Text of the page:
Dzulzalani, Eden and Goy, Siew Ching and Terrin, Lim and Shanti Faridah, Salleh and Wan Arnidawati, Wan Abdullah and Abdul Jabbar, Abdullah and Umar Haiyat, Abdul Kohar and Wan Mohd Nazdrol, Wan Mohd Nasir (2021) UPSKILLING AND RESKILLING STUDY FOR BETTER EMPLOYMENT OPPORTUNITIES AMONG YOUTH. Institut Penyelidikan Pembangunan Belia Malaysia, Putrajaya. ISBN 978-967-18190-7-4

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The study was commissioned to investigate the skills gaps brought about by the IR4.0 among TVET educated youth nationwide, in order to devise the appropriate interventions in terms of policies and action plans. The study was conducted for a period of six months commencing 1 October 2020 until 31 March 2021 in collaboration with the Institute for Youth Research Malaysia (IYRES) and Universiti Malaysia Sarawak with members form the University Teknologi Mara (UiTM), University Putra Malaysia (UPM), University Technology Malaysia (UTM) and University Malaysia Kelantan (UMK). The study adopted a mixed method approach using both quantitative and qualitative approaches in addition to desk research. It commissioned a series of focus group discussions among key stakeholders consisting of all the eight ministries that oversee their respective TVET providers operations. In addition, these sessions were also conducted with other related government agencies such as the Institute of Labour Market Information & Analysis, Social Security Organisation, Human Resources Development Fund, Department of Skills Development, Malaysian Qualification Agencies, and Industry Lead Body. To gain perspectives from the industry, a series of focus group discussions were also held with employers in all the six zones namely Central, Northern, Southern, Eastern, Sabah and Sarawak in which a total of sixty people had participated, comprising of senior managers who are in charge of training and recruitment in their respective companies. The sessions were jointly organised with the Social Security Organisation whose representatives were also present during the sessions to deliver a special talk on MyFutureJobs and Hiring Incentives. A separate session was also conducted with the Majlis Belia Malaysia consisting of twenty-six leaders from youth organisations throughout Malaysia to seek their input and feedback for the study. An online nationwide youth survey was also conducted in which a total of 982 respondents participated comprising of those aged between 15 to 40 years. The results revealed a high rate of employment among youth, with 60.4 percent of the 982 respondents surveyed currently employed. The remaining 39.6 percent are either not in the labour force or still searching for jobs. Despite this, employment distributions show regional variations, with a higher share of employment in Central, Northern, and Southern zones while a higher incidence of unemployment in the East Coast, Sabah, and Sarawak. This trend is found to be aligned with the trend in the 2019 labour force survey. Job hierarchy distributions were identified as a source of concern. While most of the TVET-trained youth worked in semi-skilled occupations, only a small number were occupying high skill jobs. Furthermore, female employment in high-skilled jobs was lower than male youth. For example, only three out of every ten high-skill jobs were held by females. In addition, males were more likely to work in non-service industries like manufacturing and construction, while females were more likely to work in service industries like retail, hospitality, and education. The study shows that there is a lack of adequate skill matching and training needs among youth. Youth, regardless of their demographics, have been confirmed to be lacking in preparation for challenging duties and potential employment. While youth experienced a high pace of technological changes and new technologies in their jobs or workplaces, TVET youth received little on-the-job training, putting them at risk of lacking necessary skills. In the low-skilled category, skill matching is higher than in the high-skilled category. Although both male and female youth had a high percentage of skill matches, female youth were more likely to have low skill matches due to the skill needed for the employment and the skill they already had. According to the TVET survey, the majority of TVET graduates reported that their jobs required both technical and soft skills. The majority of youth agreed that their basic skills should be strengthened in all dimensions (technical, numeracy, literacy, computer, and English). In order to be ready for IR4.0 work environments, the majority of respondents (70 percent - 85 percent) stated that they needed to develop their core competency skills. Similarly, participants in the focus groups said that while TVET graduates had adequate technical skills, they lacked communication, complex problem-solving, and creative thinking skills, all of which are needed in a challenging workplace. The issues regarding qualification matching were also reported. More than half of those polled stated that their qualifications did not match the requirements of their jobs. In the overqualification group, the mismatch was greater at 45.5%. As a result, less than half (46.2%) of the respondents stated that jobs matched their qualifications. While gender did not affect mismatch, youth with Diploma and higher were more likely to experience overqualification. Overqualification is common in low and semi-skilled job categories. It appears that more young people in Sabah are working for wages that were lower than their qualifications (overqualified); youth in the Eastern region, on the other hand, were more likely to be employed in jobs that required higher qualifications than their own (underqualified). In terms of field of study, slightly more than half of the respondents (56.5%) reported that their TVET specializations were very relevant and just slightly above a quarter stated it was moderately relevant. These awee mostly witnessed in those holding high-skills jobs. A small proportion of the respondents stated that their specialisation was irrelevant to their jobs particularly those in the overqualified group. Youth who were working in the non-services sectors tended to have a greater relevancy of their specialisation to their jobs. The study also found that industries such as manufacturing as well as oil & gas tended to have a higher proportion of employees having TVET education compared to employers in the services and plantation sectors. Another major finding of the study is the wage differential issues that occurs particularly in terms of gender in which female youth reported a much lower income than male youth. In addition, those with matched qualification to their job reported higher income than those working in jobs that did not match their qualifications. The study has put forward key recommendations that encompass the whole spectrum of TVET implementation in Malaysia. These include jobs creation and career development, upskilling and reskilling needs, rebranding of TVET focusing on quality and future potentials, establishment of integrated TVET labour market information through data warehouse as well wages enhancement initiatives.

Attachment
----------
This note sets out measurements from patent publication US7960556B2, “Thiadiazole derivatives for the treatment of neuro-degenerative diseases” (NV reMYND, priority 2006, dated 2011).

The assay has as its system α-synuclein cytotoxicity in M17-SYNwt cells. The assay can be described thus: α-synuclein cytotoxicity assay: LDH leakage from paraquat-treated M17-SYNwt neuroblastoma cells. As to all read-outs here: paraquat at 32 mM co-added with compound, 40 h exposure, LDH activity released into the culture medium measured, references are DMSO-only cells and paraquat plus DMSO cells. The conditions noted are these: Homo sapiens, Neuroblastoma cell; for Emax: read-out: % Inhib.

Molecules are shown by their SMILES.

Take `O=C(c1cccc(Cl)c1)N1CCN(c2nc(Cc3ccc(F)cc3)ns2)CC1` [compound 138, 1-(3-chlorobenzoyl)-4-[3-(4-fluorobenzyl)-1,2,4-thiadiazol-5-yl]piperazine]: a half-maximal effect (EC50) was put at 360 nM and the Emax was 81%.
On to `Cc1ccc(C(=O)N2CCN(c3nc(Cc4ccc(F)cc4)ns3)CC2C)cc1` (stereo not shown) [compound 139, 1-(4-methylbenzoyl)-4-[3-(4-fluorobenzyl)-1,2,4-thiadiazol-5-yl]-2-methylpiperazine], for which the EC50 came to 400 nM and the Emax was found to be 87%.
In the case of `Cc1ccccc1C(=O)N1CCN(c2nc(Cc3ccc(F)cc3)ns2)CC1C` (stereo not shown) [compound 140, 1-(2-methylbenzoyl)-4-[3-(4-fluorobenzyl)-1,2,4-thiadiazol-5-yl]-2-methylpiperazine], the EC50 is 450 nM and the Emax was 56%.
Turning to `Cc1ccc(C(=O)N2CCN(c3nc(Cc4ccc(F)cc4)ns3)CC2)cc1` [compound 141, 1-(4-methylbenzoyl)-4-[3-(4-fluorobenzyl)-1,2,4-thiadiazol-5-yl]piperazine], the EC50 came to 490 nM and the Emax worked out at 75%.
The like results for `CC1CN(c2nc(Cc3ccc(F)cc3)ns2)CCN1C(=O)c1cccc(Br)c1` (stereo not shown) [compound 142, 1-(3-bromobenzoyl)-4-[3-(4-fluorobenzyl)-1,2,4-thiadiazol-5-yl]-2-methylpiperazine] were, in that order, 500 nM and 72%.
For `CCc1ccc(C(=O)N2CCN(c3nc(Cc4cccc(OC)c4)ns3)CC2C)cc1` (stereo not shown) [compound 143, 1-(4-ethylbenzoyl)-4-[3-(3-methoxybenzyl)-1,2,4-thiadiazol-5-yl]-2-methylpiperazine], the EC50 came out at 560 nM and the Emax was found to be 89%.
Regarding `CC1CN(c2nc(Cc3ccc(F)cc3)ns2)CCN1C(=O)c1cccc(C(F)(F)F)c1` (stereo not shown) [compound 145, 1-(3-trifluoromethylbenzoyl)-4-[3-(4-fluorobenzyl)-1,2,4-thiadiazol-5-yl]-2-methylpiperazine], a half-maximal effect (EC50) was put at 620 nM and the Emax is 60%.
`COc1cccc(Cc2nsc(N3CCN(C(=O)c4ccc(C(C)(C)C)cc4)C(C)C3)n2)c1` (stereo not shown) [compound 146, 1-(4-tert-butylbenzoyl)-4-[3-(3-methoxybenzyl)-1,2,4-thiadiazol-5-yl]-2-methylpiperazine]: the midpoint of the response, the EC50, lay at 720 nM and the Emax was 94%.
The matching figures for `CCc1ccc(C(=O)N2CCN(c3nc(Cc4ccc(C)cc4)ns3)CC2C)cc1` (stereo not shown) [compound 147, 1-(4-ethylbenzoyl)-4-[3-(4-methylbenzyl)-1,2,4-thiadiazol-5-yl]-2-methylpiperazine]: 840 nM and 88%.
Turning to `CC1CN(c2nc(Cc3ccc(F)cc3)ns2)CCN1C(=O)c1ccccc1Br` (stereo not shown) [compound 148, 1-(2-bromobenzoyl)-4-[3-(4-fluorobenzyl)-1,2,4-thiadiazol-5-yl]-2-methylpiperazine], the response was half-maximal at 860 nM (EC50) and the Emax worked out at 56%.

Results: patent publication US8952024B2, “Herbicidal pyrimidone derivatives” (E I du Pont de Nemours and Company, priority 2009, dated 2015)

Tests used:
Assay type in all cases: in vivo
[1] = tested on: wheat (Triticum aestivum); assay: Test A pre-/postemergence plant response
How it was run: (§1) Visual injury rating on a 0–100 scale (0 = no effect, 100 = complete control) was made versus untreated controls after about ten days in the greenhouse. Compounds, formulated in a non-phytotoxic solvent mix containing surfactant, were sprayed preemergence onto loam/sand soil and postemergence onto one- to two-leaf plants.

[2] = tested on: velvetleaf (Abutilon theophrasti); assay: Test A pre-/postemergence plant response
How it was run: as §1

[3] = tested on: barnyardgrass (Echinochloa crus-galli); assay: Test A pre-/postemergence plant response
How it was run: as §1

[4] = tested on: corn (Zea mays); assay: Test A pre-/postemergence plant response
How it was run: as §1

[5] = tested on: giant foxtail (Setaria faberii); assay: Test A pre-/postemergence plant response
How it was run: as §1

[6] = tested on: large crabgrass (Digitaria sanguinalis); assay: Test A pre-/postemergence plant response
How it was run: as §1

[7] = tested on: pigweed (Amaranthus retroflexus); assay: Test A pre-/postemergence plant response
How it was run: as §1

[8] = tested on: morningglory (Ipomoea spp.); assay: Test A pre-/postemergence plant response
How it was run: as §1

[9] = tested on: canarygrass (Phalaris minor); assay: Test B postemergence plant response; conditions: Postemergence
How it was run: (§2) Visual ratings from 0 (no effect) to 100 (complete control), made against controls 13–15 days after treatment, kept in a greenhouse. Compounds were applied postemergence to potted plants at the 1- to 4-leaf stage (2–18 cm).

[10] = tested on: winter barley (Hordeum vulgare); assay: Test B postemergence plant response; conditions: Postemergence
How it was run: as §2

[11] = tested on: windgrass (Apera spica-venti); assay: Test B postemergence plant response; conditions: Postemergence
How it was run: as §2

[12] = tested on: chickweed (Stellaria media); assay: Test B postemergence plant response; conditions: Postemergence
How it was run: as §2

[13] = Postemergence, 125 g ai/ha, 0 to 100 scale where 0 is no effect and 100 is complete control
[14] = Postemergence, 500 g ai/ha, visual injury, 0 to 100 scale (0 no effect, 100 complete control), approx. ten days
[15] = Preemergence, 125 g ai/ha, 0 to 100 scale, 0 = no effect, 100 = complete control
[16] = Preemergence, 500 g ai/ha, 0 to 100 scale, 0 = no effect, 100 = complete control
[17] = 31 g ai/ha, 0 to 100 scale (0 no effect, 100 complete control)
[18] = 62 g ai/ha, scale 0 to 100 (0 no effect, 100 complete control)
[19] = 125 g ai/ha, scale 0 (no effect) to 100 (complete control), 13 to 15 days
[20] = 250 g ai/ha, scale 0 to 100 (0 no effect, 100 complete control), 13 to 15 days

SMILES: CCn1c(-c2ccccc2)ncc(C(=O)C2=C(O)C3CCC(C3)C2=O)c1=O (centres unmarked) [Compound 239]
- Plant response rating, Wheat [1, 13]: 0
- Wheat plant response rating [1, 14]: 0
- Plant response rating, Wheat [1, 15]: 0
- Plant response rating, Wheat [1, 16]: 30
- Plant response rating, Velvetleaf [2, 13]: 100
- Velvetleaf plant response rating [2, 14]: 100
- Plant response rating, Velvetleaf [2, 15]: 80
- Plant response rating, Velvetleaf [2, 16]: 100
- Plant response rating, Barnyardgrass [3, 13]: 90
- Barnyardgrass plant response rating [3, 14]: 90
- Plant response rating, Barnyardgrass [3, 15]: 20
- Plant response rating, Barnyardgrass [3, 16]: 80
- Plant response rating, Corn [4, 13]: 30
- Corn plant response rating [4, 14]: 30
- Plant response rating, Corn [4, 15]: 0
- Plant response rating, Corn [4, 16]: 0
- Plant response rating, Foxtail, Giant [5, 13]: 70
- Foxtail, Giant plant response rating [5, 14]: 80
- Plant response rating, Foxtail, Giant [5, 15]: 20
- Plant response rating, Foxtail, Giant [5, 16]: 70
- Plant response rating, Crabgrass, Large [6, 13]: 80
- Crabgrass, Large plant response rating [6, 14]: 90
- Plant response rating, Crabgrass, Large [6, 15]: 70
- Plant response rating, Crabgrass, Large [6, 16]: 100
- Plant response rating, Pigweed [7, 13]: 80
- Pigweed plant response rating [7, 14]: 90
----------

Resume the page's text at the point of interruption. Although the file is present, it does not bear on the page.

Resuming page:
Item Type: Book
Uncontrolled Keywords: IR 4.0, economic environment, Malaysian Youth Index (IYRES 2019), youth unemployment.
Subjects: H Social Sciences > HD Industries. Land use. Labor > HD28 Management. Industrial Management
Divisions: Academic Faculties, Institutes and Centres > Faculty of Social Sciences & Humanities
Depositing User: Eden
Date Deposited: 22 Sep 2021 06:59
Last Modified: 19 May 2023 01:30